If two species overlap in their habitat use, how can both persist?

1 Answer
Nov 5, 2017

Because they don't overlap entirely in their use of the habitat.


If two animals overlapped completely in their habitat usage and diet, eventually one species of animal would outcompete the other, causing the less successful species to go extinct. However, usually there is not complete overlap.

Most animals share the habitat with multiple other species, and some of those species will likely eat the same things. One species may consume nectar from a flower in the habitat at night and the other consumes the nectar during dawn and dusk only. Or one species primary eats a certain type of grass, whereas other species in the habitat only consume that grass as a last resort.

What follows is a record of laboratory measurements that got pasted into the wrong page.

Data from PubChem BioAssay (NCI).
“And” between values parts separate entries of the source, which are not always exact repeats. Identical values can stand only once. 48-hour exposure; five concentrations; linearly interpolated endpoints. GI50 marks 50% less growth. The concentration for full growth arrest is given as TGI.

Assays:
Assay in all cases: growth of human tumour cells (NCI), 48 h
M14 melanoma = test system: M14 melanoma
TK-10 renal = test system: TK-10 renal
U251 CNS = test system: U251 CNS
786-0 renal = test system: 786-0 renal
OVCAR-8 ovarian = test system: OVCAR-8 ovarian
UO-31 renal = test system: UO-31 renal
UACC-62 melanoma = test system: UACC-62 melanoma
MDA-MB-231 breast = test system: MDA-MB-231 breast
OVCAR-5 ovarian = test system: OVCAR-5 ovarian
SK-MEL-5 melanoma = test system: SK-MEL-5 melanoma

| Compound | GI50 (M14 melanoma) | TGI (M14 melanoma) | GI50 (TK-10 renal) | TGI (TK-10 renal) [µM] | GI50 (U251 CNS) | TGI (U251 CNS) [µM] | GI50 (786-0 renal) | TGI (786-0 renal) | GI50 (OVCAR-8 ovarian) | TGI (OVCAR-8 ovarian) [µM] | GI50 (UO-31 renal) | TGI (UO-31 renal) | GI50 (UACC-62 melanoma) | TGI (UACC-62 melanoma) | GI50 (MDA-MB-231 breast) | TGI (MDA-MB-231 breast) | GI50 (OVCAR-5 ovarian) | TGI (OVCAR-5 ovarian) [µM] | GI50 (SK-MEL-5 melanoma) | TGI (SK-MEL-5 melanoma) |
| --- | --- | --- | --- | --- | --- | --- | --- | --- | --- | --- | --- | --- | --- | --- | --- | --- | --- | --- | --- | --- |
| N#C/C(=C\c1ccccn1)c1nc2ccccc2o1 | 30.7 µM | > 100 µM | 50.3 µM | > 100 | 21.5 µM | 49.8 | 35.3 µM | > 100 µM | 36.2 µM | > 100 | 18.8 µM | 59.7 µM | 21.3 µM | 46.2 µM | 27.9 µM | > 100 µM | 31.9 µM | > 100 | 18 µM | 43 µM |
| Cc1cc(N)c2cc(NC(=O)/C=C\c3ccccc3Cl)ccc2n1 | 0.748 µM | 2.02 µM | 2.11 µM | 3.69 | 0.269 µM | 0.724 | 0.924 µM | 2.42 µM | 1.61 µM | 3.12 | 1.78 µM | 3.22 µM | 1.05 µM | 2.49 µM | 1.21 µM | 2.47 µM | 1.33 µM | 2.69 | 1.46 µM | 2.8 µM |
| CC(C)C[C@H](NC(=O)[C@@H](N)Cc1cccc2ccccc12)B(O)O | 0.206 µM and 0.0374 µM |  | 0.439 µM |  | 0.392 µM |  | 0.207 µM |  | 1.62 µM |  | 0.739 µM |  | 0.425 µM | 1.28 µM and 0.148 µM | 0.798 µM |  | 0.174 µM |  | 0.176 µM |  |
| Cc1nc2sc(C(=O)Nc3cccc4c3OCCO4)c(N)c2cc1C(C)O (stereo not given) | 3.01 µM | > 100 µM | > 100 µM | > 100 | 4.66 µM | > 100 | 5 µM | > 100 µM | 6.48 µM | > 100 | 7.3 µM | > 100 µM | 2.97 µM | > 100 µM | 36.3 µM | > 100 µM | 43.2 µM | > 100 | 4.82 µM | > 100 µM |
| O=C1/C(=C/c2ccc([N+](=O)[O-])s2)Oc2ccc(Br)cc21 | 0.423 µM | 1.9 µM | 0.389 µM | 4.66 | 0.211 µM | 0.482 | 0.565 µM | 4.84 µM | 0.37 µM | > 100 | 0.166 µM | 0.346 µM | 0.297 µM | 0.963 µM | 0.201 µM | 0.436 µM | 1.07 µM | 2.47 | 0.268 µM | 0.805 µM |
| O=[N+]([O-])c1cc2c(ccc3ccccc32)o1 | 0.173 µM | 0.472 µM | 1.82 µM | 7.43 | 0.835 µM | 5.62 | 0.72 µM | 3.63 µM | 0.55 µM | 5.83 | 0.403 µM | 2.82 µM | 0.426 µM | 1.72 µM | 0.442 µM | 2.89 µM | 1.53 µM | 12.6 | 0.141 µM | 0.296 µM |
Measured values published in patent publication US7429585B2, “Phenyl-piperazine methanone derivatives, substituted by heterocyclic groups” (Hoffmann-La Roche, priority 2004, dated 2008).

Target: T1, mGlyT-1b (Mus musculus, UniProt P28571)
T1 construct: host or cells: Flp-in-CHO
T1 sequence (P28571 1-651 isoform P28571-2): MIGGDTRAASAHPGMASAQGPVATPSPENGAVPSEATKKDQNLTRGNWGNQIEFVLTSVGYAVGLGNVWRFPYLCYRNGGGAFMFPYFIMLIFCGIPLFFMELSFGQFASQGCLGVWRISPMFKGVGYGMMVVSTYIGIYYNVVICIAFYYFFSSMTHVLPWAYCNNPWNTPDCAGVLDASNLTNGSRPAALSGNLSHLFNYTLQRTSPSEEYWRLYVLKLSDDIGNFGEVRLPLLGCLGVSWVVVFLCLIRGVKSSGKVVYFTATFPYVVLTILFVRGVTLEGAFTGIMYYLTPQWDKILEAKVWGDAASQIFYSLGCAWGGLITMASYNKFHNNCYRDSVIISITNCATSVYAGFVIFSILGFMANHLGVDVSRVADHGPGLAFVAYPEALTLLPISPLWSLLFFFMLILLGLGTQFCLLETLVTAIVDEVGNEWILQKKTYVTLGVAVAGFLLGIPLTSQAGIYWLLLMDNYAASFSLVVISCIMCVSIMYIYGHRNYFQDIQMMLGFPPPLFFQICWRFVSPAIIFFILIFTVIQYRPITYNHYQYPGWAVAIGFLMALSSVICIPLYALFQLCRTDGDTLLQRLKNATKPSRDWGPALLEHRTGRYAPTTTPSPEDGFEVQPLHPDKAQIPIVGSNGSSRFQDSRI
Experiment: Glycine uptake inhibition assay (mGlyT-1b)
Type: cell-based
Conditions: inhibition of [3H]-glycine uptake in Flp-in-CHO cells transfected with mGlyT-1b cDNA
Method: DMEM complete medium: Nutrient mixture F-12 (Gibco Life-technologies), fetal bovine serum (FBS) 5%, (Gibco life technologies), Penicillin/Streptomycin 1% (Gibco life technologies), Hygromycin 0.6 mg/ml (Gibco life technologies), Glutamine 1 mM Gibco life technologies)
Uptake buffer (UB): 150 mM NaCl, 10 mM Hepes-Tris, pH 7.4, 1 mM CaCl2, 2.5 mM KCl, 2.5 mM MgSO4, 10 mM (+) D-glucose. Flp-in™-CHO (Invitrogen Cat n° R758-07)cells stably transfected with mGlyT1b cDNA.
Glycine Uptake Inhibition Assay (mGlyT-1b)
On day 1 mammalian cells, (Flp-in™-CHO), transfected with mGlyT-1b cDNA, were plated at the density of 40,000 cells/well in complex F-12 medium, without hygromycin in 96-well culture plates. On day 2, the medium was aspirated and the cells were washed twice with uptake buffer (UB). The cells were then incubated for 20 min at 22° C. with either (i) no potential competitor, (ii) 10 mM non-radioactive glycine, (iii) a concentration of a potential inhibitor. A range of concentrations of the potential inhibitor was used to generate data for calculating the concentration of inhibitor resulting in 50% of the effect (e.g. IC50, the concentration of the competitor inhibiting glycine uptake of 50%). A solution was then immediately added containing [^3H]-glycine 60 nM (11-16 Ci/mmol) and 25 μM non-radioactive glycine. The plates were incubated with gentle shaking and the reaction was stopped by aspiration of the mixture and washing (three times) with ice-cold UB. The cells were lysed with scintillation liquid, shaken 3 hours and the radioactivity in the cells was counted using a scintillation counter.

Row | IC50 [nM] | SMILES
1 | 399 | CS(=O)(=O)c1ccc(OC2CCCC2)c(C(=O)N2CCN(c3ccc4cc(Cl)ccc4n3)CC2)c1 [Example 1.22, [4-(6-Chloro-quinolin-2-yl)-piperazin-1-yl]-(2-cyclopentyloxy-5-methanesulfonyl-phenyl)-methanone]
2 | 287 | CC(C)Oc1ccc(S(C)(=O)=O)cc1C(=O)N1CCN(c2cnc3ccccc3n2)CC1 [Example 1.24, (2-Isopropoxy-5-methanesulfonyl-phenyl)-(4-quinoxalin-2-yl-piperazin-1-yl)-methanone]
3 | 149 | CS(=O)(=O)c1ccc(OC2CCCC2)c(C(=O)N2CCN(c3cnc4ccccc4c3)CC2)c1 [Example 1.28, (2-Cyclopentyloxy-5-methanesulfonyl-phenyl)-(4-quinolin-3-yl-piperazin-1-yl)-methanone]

Let's take for example Cooper's hawks and Broad-winged hawks which both consume mice and live in forests. They share the same habitat and the same food, but their overlap in diet and habitat usage is not exact. Broad-winged hawks grab their prey from the forest floor, eating small rodents, frogs, toads, and even nesting birds. Cooper's hawks on the other hand mainly consume birds such as robins, pigeons, and doves but they will also eat mice, chipmunks, and squirrels on occasion.

So, while both birds prey on mice, they also prey on many other species and exploit and use their habitats differently.